For a few months this year, a U.S. government aid program meant for struggling small-business owners was handing out $10,000 to just about anyone who asked. All it took was a five-minute online application. You just had to say you owned a business with at least 10 employees, and the grant usually arrived within a few days.
People caught on fast. In some neighborhoods in Chicago and Miami, it seemed like everyone made a bogus application to the’s Covid-19 Economic Injury Disaster Loan program. Professional thieves from Russia to Nigeria cashed in. Low-level employees at the agency watched helplessly as misspent money flew out the door.
Even after the $20 billion in funding for grants dried up in July, the fraud continued, as scammers looted a separate $192 billion pot of money set aside for loans. “I’ve never seen anything like it,” said ancustomer-service representative who spoke on the condition of anonymity to protect her job. “I don’t think they had any processes in place. They just sent the money out.”
This account of the disaster-aid program is based on interviews with frontline SBA workers and outside fraud investigators, and on a review of thousands of social-media postings. The unprecedented scale and urgency of the pandemic response made some missteps inevitable, and lawmakers explicitly ordered the agency to prioritize speed over thrift. But decisions by agency leaders contributed to the chaos.
The SBA’s much-vaunted new computer system, built by an outside contractor for $750 million, proved blind to certain types of fraud and sometimes awarded grants even when it spotted disqualifying features. The agency pressured loan officers with little training to churn through applications quickly, while making it difficult for them to detect or report suspicious ones. When officials eventually tightened fraud controls, the result was often delays and rejections for legitimate applicants.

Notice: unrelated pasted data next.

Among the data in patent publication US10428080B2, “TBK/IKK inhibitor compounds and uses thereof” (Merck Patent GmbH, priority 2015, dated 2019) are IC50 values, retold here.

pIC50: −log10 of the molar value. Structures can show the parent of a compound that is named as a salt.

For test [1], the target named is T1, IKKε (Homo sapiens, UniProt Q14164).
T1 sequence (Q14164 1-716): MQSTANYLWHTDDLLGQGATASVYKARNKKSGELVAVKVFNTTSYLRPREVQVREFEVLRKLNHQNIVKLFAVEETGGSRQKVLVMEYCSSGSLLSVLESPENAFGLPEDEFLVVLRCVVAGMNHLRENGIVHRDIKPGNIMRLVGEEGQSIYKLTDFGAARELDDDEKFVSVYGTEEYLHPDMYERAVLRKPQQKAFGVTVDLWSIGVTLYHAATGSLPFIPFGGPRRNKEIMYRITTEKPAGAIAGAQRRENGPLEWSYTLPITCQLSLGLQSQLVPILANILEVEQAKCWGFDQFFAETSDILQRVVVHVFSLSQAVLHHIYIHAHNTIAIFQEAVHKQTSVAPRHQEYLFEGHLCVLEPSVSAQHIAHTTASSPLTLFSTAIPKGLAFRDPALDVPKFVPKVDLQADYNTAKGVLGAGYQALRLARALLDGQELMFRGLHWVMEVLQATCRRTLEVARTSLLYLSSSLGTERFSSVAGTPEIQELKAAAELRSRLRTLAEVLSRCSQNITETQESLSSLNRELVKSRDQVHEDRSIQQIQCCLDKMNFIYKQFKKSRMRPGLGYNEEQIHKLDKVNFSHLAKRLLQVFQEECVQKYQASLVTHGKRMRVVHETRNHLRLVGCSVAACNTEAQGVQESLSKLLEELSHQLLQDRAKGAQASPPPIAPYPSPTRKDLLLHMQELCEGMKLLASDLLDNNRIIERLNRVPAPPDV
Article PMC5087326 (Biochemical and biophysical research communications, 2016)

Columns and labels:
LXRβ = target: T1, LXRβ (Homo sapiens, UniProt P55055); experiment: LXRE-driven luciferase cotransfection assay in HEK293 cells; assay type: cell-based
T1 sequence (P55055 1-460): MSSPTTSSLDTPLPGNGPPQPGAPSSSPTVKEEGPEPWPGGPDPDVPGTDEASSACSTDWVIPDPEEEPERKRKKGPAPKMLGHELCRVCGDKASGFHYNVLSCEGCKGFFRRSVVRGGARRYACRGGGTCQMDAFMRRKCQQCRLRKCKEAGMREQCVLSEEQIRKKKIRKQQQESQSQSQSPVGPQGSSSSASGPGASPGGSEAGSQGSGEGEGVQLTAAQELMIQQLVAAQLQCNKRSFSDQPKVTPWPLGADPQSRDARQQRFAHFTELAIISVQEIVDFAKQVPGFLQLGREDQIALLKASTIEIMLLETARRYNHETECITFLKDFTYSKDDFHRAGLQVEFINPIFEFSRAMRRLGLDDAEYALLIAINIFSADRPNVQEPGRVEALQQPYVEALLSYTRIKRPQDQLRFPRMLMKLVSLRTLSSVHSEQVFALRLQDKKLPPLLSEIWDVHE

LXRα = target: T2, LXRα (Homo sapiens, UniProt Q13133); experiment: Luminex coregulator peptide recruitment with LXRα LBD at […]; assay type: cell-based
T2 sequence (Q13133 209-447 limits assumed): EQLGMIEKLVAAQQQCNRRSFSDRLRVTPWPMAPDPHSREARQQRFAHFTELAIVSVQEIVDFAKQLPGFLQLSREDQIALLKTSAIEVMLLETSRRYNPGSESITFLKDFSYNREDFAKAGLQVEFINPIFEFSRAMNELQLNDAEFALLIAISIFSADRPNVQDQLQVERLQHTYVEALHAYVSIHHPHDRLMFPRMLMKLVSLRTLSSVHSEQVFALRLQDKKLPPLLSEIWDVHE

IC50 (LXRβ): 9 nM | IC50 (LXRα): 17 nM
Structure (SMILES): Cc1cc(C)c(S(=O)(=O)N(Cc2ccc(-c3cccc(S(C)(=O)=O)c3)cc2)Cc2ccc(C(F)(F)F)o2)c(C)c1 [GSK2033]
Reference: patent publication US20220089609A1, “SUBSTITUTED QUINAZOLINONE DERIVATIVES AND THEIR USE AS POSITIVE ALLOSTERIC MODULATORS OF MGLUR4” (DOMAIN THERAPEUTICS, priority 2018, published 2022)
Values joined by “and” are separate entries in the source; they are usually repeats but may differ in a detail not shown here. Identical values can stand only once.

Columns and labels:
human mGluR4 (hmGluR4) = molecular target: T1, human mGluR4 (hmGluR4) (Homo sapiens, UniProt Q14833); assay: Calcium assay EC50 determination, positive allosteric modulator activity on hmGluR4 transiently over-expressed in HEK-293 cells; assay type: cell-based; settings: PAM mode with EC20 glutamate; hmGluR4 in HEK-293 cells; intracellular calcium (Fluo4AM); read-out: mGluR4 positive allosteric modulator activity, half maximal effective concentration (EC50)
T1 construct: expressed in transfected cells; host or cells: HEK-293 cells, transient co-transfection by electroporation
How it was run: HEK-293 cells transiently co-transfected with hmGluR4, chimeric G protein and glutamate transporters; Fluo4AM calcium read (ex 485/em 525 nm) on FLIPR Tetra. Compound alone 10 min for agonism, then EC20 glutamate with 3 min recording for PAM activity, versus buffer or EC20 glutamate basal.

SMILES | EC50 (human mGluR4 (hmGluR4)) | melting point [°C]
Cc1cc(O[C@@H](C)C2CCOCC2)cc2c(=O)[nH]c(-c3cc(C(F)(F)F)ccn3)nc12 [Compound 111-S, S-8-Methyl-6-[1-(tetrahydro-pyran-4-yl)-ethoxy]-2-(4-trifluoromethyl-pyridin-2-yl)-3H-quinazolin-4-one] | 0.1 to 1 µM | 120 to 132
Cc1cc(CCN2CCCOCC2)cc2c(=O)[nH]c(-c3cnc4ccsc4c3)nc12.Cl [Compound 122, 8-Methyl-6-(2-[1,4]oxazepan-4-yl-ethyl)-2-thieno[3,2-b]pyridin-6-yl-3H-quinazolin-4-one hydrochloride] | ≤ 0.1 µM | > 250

The amount stolen from the program, if it’s ever tallied, will almost certainly be measured in the billions of dollars. But that’s only part of the cost. Many legitimate applicants were denied grants because scammers got the money first. And identity thieves pocketing loan proceeds left an unknown number of Americans saddled with bogus debts.
“It’s too bad that it got this far,” said Richard Maier, an investigator at a credit union in Florida who documented dozens of cases of disaster-aid fraud involving his customers. “Some of these innocent people are being taken advantage of because someone didn’t do the due diligence on the front side.”